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Prognosis for Babies Needing Brain Drainage is Poor

by Rajshri on  May 30, 2008 at 2:00 PM Child Health News   - G J E 4
 Prognosis for Babies Needing Brain Drainage is Poor
A new study by researchers at the Emory University School of Medicine, Atlanta has suggested that babies requiring drainage of brain fluid to prevent build up of cranial pressure face a poor prognosis. The team said that cognitive impairment was a real danger in such babies.
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The study involved 6161 infants born weighing 401 to 1000 grams. It may be noted here that infants having very low birth weight are more prone to develop a condition called hydrocephalus, which is also called as water in the brain.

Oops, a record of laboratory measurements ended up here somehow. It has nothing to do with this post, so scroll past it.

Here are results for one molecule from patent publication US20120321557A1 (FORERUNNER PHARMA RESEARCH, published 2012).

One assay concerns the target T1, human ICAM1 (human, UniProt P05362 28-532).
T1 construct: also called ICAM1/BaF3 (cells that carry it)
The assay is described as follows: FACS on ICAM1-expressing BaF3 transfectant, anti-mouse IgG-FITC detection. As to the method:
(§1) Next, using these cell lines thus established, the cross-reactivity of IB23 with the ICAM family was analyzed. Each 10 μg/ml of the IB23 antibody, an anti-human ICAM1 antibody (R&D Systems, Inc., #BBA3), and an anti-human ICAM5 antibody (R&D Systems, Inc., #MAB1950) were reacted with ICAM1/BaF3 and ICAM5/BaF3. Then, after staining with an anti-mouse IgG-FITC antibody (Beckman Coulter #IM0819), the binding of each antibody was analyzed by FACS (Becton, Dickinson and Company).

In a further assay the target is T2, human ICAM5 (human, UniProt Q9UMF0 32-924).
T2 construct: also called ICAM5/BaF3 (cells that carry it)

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In this study some 13 percent of the infants developed the condition and 3 percent had a shunt inserted for drainage. The researchers report that infants who needed a shunt had significantly lower scores on a standard infant development index. This was as compared with children who had no shunt inserted.

Some 86 percent of children who had shunts showed impaired neurological development during the follow-up period of 18 to 22 months.

The details of the study appear in the medical journal Pediatrics.

Source: Medindia
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